Lectionary Commentaries for December 20, 2015
Fourth Sunday of Advent

from WorkingPreacher.org


Commentary on Luke 1:39-45 [46-55]

Judith Jones

Having learned from the angel that she will give birth to the Son of God, Mary hurries to visit her pregnant relative Elizabeth in the hill country.

The intimate conversation that follows portrays Jesus as more important than John. It also shows God already at work to overturn the world’s structures and expectations. The spotlight shines on Mary and Elizabeth, two lowly and shamed ones through whom God has chosen to begin the transformation of the world.

Women — so often overlooked or ignored both in society at large and in biblical narratives — have the only speaking roles in this vignette. Mary’s first words prompt an immediate, silent, response from Elizabeth’s unborn child. John leaps, acknowledging both her presence and the significance of the child she carries in her womb. John’s reaction to Mary’s voice fulfills Gabriel’s prophecy, “even before his birth he will be filled with the Holy Spirit” (Luke 1:15). Already John points to the coming one.

Though Luke clearly signals that the unborn child’s leaping is prompted by the Spirit, it is Elizabeth, John’s mother, who takes on the role of prophet by speaking the prophetic word in this scene: she is filled with the Holy Spirit and proclaims what Mary has not yet told her, and what is not yet visible to the eye: Mary is pregnant. Furthermore, through the Spirit she knows who Mary’s child will be, for she calls Mary “the mother of my Lord.” Her prophecy will soon be fulfilled when her own son prepares the way for the Lord.

Elizabeth not only prophesies but blesses. By declaring both Mary and the fruit of Mary’s womb “blessed” she begins a series of blessings that weave through Luke’s birth narrative and intensify its tone of joy, delight, and praise. Mary, Zechariah, and Simeon will all add their blessings to the chain, praising God for what God is doing at this moment in history and recognizing that those who are privileged to be instruments of God’s saving work have been richly blessed.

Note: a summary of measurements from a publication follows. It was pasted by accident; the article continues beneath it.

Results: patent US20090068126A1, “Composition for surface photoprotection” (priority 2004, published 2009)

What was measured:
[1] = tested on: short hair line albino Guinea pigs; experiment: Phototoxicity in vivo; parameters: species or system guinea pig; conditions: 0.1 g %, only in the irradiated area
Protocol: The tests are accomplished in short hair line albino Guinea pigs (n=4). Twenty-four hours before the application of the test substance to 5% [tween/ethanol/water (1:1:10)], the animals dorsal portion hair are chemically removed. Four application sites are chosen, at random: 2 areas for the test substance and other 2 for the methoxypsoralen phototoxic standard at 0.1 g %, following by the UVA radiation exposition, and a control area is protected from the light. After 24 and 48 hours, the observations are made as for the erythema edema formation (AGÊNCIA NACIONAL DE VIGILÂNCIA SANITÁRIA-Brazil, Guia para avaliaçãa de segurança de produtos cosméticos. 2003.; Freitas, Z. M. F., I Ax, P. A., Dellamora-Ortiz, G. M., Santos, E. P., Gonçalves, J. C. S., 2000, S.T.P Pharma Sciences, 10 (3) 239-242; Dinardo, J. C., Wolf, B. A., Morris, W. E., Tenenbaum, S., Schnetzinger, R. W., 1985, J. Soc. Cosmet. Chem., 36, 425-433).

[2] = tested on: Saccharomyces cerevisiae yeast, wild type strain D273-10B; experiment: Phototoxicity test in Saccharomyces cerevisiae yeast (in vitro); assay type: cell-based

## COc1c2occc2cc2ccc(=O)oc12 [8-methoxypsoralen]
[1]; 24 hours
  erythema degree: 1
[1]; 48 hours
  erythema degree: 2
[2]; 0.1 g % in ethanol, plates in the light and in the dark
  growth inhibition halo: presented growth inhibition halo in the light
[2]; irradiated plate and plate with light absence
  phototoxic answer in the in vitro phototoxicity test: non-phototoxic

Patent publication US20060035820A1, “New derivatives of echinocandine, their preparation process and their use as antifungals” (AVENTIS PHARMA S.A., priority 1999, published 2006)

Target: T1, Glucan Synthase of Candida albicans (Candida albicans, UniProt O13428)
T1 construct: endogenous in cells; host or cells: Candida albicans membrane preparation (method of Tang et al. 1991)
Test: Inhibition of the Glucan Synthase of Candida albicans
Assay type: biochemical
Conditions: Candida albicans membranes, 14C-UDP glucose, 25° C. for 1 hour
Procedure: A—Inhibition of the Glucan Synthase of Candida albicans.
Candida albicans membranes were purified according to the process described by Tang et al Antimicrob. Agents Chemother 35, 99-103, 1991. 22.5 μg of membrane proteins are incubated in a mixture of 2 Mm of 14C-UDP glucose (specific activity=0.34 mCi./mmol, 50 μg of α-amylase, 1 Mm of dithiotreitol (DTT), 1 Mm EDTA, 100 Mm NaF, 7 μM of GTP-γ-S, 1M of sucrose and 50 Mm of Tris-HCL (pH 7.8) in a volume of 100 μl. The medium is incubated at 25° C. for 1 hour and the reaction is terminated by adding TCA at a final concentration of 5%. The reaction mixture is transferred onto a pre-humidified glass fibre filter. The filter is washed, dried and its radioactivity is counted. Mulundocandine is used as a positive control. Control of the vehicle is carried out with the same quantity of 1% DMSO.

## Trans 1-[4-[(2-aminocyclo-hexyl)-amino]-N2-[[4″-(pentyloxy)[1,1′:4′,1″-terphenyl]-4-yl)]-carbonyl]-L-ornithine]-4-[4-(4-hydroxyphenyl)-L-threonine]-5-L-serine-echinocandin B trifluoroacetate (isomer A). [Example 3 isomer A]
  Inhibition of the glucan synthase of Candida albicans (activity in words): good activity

Mary is blessed not only for her status as the mother of the Lord, but also for her trust in God’s promise. Our English translations obscure the fact that Elizabeth uses more than one word for “blessed.” When she pronounces Mary “blessed … among women” and proclaims that the fruit of Mary’s womb is blessed, she uses the term eulogemene/os, which emphasizes that both present and future generations will praise and speak well of her and her child. But when she says, “Blessed is she who believed that there would be a fulfillment of what was spoken to her by the Lord” (v. 45), she uses the word makaria, the same term that Jesus uses to bless people in the Beatitudes. We might well translate Elizabeth’s words as “Happy is she who believed … ” Mary is blessed because despite all expectations her social status has been reversed: she will be honored rather than shamed for bearing this child. But she has also been blessed with divine joy — with beatitude — because she has believed that God is able to do what God promises to do.

When Elizabeth says, “Blessed is she who believed that there would be a fulfillment of what was spoken to her by the Lord,” she implicitly contrasts Mary’s trust in God’s power and promise with her own husband Zechariah’s skeptical questioning. Zechariah asked for proof that the angel’s word was true. Mary asked for an explanation of what was going to happen to her, and then gave her willing consent. Zechariah the religious professional doubted God, but Mary the peasant girl believed, and her trust in God’s word opened the door for God to bless her and to bless the whole world through her. Elizabeth celebrates Mary’s willingness to say “yes” to God.

By greeting Mary with honor, Elizabeth overturns social expectations. Mary is an unmarried pregnant woman. She might expect social judgment, shame, even ostracism from her older kinswoman. Yet Elizabeth knows from her own experience the cost of being shamed and excluded. In her culture a woman’s primary purpose in life was to bear children, so as an elderly infertile wife she had endured a lifetime of being treated as a failure. Her response to her miraculous pregnancy emphasizes that God’s grace has reversed her social status: “This is what the Lord has done for me when he looked favorably on me and took away the disgrace I have endured among my people” (Luke 1:25). At long last, in her old age, she is an honorable married woman, pregnant with her husband’s son.